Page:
Mr. Sutcliffe: There are lessons to be learned from Scotland, but there is a different legal system there that cannot apply to the UK. I certainly do not accept—I am thankful for the opportunity to say this—that the proposals under the Offender Management Bill are about privatisation; they are about providing the best value partnership for the public to ensure that we tackle reoffending, which everybody is committed to doing.

The proposals that we are bringing forward—which I am sure we will debate at length and in great detail over coming weeks and months—will give us all an opportunity to look at the real issue, which is that we need to do something different from now on. The status quo cannot continue, and we need to look into the probation service.

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John Penrose (Weston-super-Mare) (Con): Is the Minister aware of the report published last week by the Responsible Authorities Group on the effect of local drug rehabilitation services in Weston-super-Mare, about which I have written to the Home Secretary? Does the Minister share my concern that it says that three people who were sent by the probation service for drug addiction treatment in Weston-super-Mare in the last year have died as a result of poor management of their cases by the national probation service, and will he undertake to visit Weston-super-Mare to understand what is going on there—and, potentially, to improve the service?

Mr. Sutcliffe: I am grateful to the hon. Gentleman for raising that issue. I am not aware of the letter to the Home Secretary, but I will look into that, and if it is pertinent for me to visit Weston-super-Mare, I will be happy to do so.

Mr. David Drew (Stroud) (Lab/Co-op): I tabled a written parliamentary question regarding continuing consultation with the National Association of Probation Officers—the representative body for probation officers—and I was somewhat surprised to receive the answer that there has been very little of late. Is it not still, at this eleventh hour, worth going back to NAPO to see whether it is possible to get a proper evolutionary change, rather than what might come forward next Monday?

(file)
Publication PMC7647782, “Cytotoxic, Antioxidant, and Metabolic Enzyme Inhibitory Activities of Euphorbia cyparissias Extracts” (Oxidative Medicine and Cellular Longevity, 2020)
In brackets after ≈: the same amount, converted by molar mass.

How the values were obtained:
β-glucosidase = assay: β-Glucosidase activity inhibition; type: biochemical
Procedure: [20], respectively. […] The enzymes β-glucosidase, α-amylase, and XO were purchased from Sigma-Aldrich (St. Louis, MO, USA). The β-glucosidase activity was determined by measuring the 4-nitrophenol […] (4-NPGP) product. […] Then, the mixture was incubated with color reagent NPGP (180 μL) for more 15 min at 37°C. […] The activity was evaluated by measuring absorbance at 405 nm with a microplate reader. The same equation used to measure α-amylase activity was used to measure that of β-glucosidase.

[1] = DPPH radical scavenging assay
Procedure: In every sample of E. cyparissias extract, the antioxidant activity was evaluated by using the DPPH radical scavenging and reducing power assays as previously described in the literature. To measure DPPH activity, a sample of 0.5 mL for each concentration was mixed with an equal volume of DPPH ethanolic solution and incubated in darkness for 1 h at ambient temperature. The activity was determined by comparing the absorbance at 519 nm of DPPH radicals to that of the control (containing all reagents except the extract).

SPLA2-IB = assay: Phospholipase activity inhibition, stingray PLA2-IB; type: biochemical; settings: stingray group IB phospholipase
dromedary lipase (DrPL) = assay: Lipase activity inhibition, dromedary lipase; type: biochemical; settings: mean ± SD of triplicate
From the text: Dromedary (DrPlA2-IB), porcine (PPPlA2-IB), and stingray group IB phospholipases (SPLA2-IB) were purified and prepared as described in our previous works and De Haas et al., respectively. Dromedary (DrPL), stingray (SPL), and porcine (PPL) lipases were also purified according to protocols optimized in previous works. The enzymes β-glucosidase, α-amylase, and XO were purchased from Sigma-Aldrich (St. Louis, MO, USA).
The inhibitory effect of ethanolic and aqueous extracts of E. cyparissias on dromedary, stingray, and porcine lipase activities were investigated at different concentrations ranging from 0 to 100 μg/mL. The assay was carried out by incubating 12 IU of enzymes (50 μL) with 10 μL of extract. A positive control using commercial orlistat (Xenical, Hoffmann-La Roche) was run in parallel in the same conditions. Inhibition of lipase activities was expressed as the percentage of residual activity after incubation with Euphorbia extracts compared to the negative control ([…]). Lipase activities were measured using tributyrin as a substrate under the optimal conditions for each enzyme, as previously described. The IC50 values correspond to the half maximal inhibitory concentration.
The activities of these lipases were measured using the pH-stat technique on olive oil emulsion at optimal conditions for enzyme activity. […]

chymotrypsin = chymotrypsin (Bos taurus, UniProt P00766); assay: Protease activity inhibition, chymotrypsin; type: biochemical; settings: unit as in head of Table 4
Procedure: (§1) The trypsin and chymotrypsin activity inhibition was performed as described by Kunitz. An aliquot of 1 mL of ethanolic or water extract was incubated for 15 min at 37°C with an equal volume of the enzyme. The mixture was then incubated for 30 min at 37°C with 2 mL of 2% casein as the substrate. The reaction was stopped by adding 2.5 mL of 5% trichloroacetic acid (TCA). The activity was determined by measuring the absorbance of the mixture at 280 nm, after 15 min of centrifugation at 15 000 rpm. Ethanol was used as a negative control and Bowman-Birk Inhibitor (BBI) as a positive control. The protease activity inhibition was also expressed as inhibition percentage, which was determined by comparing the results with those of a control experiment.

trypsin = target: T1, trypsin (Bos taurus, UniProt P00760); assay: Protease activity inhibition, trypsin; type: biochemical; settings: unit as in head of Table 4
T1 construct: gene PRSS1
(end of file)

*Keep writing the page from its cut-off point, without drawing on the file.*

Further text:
Mr. Sutcliffe: I do not know where my hon. Friend got that answer, but I have certainly met NAPO on numerous occasions and will continue to do so. It is important that the style of our operation should be that we get to the core of the issues. Clearly, NAPO has its members to protect and it is prepared to stick out to protect them in all circumstances; that is its role. Our role should be to tackle reoffending. We need to look at the best ways we can achieve that.

I have said to my hon. Friend the Member for North-West Leicestershire (David Taylor) that this operation is not about privatisation. My hon. Friend the Member for Stroud (Mr. Drew) knows that organisations such as the NACRO and Shelter have great expertise in resettlement. Surely he is not arguing against such bodies being allowed to look into resettlement and doing work that the probation service currently does. These issues are important. If we are serious about tackling reoffending, we have to ensure that we get the best possible services for the public.

John Bercow (Buckingham) (Con): As the Minister has rightly said, cutting the reoffending rate is clearly of the essence. Given that the governor of Polmont young offenders institution has stated publicly on the record that his speech and language therapist is his single most important member of staff—in enabling boys to access education in order to express their needs, that therapist is vital to their rehabilitation—will the Minister look sympathetically at amending the forthcoming Bill to commit the Government to ensuring that a speech and language therapist is deployed by every young offenders institution in this country?